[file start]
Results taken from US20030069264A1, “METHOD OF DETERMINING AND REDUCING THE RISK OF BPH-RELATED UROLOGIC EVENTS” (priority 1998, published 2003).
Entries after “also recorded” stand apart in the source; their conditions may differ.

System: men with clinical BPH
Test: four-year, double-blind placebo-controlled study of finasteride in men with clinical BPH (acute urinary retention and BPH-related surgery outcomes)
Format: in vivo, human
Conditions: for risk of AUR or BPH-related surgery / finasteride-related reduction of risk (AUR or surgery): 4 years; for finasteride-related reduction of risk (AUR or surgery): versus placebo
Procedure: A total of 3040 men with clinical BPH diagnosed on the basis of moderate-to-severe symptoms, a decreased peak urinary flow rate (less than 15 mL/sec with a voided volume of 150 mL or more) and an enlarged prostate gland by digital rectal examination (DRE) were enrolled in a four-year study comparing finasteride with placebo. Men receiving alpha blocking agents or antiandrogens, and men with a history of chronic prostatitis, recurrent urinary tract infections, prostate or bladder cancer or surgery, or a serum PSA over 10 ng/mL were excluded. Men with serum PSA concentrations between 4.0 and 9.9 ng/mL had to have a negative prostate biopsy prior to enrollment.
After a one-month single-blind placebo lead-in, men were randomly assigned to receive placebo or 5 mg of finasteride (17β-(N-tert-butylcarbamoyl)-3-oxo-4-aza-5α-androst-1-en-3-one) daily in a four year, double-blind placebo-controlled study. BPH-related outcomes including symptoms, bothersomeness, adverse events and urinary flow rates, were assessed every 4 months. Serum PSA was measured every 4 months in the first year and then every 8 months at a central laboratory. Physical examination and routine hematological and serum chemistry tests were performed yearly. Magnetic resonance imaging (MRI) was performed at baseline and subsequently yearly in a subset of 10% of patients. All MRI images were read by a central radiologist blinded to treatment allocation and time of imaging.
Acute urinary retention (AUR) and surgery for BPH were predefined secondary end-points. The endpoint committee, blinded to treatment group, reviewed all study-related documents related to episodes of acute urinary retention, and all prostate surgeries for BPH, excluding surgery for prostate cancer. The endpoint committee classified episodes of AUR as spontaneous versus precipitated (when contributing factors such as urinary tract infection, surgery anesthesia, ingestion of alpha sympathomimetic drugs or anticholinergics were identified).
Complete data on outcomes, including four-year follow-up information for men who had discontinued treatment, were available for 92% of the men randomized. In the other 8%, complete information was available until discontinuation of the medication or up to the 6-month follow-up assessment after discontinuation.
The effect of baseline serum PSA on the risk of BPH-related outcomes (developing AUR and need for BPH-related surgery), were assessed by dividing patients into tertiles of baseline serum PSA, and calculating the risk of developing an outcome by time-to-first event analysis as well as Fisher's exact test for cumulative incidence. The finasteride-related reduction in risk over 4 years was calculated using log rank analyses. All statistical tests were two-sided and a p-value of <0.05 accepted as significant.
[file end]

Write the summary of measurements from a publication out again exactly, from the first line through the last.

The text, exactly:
Results taken from US20030069264A1, “METHOD OF DETERMINING AND REDUCING THE RISK OF BPH-RELATED UROLOGIC EVENTS” (priority 1998, published 2003).
Entries after “also recorded” stand apart in the source; their conditions may differ.

System: men with clinical BPH
Test: four-year, double-blind placebo-controlled study of finasteride in men with clinical BPH (acute urinary retention and BPH-related surgery outcomes)
Format: in vivo, human
Conditions: for risk of AUR or BPH-related surgery / finasteride-related reduction of risk (AUR or surgery): 4 years; for finasteride-related reduction of risk (AUR or surgery): versus placebo
Procedure: A total of 3040 men with clinical BPH diagnosed on the basis of moderate-to-severe symptoms, a decreased peak urinary flow rate (less than 15 mL/sec with a voided volume of 150 mL or more) and an enlarged prostate gland by digital rectal examination (DRE) were enrolled in a four-year study comparing finasteride with placebo. Men receiving alpha blocking agents or antiandrogens, and men with a history of chronic prostatitis, recurrent urinary tract infections, prostate or bladder cancer or surgery, or a serum PSA over 10 ng/mL were excluded. Men with serum PSA concentrations between 4.0 and 9.9 ng/mL had to have a negative prostate biopsy prior to enrollment.
After a one-month single-blind placebo lead-in, men were randomly assigned to receive placebo or 5 mg of finasteride (17β-(N-tert-butylcarbamoyl)-3-oxo-4-aza-5α-androst-1-en-3-one) daily in a four year, double-blind placebo-controlled study. BPH-related outcomes including symptoms, bothersomeness, adverse events and urinary flow rates, were assessed every 4 months. Serum PSA was measured every 4 months in the first year and then every 8 months at a central laboratory. Physical examination and routine hematological and serum chemistry tests were performed yearly. Magnetic resonance imaging (MRI) was performed at baseline and subsequently yearly in a subset of 10% of patients. All MRI images were read by a central radiologist blinded to treatment allocation and time of imaging.
Acute urinary retention (AUR) and surgery for BPH were predefined secondary end-points. The endpoint committee, blinded to treatment group, reviewed all study-related documents related to episodes of acute urinary retention, and all prostate surgeries for BPH, excluding surgery for prostate cancer. The endpoint committee classified episodes of AUR as spontaneous versus precipitated (when contributing factors such as urinary tract infection, surgery anesthesia, ingestion of alpha sympathomimetic drugs or anticholinergics were identified).
Complete data on outcomes, including four-year follow-up information for men who had discontinued treatment, were available for 92% of the men randomized. In the other 8%, complete information was available until discontinuation of the medication or up to the 6-month follow-up assessment after discontinuation.
The effect of baseline serum PSA on the risk of BPH-related outcomes (developing AUR and need for BPH-related surgery), were assessed by dividing patients into tertiles of baseline serum PSA, and calculating the risk of developing an outcome by time-to-first event analysis as well as Fisher's exact test for cumulative incidence. The finasteride-related reduction in risk over 4 years was calculated using log rank analyses. All statistical tests were two-sided and a p-value of <0.05 accepted as significant.